We bought a $399 website – Bullhorn

We bought a $399 website

Ever wondered if those cheap website emails are real? We found out so you don't have to.

It’s June 2022. At Bullhorn, we’ve been discussing how we want to redo the website for some time now, but have yet to make the time or prioritize the energy to do so. With client work always taking precedence, we continued to kick the website down the road.

I assume most agencies run into this issue. The balance of working in the business versus working on the business. At times it can feel like a distraction when in reality, it’s a necessity. Think of the mechanic with a crappy car, the hairdresser with bad hair. Do they inspire confidence?

I opened my email and find at the top, “Business website at $399.” It’s John with an Outlook email and a guarantee. He can build our new premium, secure, scalable, stunning WordPress website in a month.

Being skeptical, I asked for samples of past work. Outlook John sends me a half dozen examples which include an accounting firm, an art sales platform, a broken link, an India-based SEO agency, a French furniture maker, and a mobile (as in a guy in a van) window cleaner based in Somerset England (with a 2018 copyright date at the bottom).


I sent a confirmation email and $399 via Paypal.

I grabbed our high-resolution logo, some new language, and a folder with images in it and emailed him the most up-to-date content. A few back and forths later, and by mid-August, I was delivered a website. Well, kind of a website, it was really a link with a download to a custom WordPress theme file in it.

Some things to consider

  • + Much of the website was filled with Lorem Ipsum, and of the language that was in there, it said we are an Australian-based agency with over 600+ clients
  • + It also said, “We have it all” not sure what that means, but we are only a branding agency (This might a jumping-off point to talk about positioning, but this is already feeling very unwieldy as I keep typing)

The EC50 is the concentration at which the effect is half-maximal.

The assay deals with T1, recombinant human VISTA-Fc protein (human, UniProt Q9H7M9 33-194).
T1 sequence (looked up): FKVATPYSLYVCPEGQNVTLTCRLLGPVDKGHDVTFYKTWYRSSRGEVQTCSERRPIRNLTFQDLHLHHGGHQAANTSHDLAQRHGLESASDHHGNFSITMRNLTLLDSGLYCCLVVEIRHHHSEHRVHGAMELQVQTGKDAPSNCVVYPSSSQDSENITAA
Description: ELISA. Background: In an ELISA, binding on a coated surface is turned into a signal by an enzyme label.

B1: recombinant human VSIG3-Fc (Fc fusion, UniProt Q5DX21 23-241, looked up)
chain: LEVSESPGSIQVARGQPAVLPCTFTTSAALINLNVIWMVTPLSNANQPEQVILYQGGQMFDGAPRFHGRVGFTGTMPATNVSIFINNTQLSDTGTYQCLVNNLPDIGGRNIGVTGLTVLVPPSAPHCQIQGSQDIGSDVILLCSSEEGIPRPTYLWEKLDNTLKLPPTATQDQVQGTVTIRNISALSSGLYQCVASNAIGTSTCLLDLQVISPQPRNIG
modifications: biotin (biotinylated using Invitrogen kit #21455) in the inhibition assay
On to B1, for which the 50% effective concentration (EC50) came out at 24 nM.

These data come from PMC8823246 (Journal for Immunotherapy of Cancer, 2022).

• + None of the team photos were added, instead using stock randos, and they spelled my name wrong (Adam Khan)
  • + Not all pages were responsive, some mobile views had images that would cover the text next to them
  • + The main header video was never swapped and still links to a REO Speedwagon song

While none of these things are out of the realm for me as a designer to fix and update, they do highlight the difference between expectation and reality. I was expecting a completed website, but what I got was a partially correct website template and a chore list. To make it a real website, I still needed to upload the theme and connect it to our WordPress account. I still needed to make sure all of the plugins that are currently installed on our website still work. It’s not a design task, but who is going to add the meta data, alt text for all the images, and make sure our analytics are still working? Now that we have some new page names, who will do the 301 redirects? If by buying a website you are expecting a more turnkey solution, then you should expect to pay a bit more for all the extras that involve launching a website.

At the same time that I began to pay Outlook John’s web development team to build the Bullhorn website, we started our own internal website discovery process. (We aimed our own website process at ourselves, if it’s good enough for a client it should work for us too … Or maybe this is about stress testing our own assumptions … Or the idea of taking our own process for a test drive to make sure it still works as expected) We began having conversations about what the current site does well and what we wish it did. Since launching our current site in 2018 many things have changed. The world changed. Our business grew up, and we’ve welcomed many new team members with new and different skills.

Unfortunately, for most organizations your website becomes a time capsule. Showing your customers where you’ve been. But as someone working in the organization, you see all the potential and possibilities that are coming. It’s hard if not impossible for a website to live in future. All websites require routine updating. You need your website to evolve with your business. And that requires time and attention (and to be built on a website platform that can do that for you).

With all this in mind, we decided to develop our website in Webflow. Is Webflow perfect for everyone, no, but it made the most sense for us. It gave us the flexibility we needed, and it allowed many more of the designers on our team the ability to contribute to the web development and design process. The tools that Webflow offers gives creatives a leg up when creating compelling modern websites.

So Bullhorn still needs a new website

As I write this, we are several months into redesigning the new Bullhorn website, and everyone on the team has contributed. With new language that better speaks to where Bullhorn is going, or case studies that better reflect the type and style of work we want to be making, to marketing tactics that help the sales team better do their job. All of those improvements take multiple conversations and time.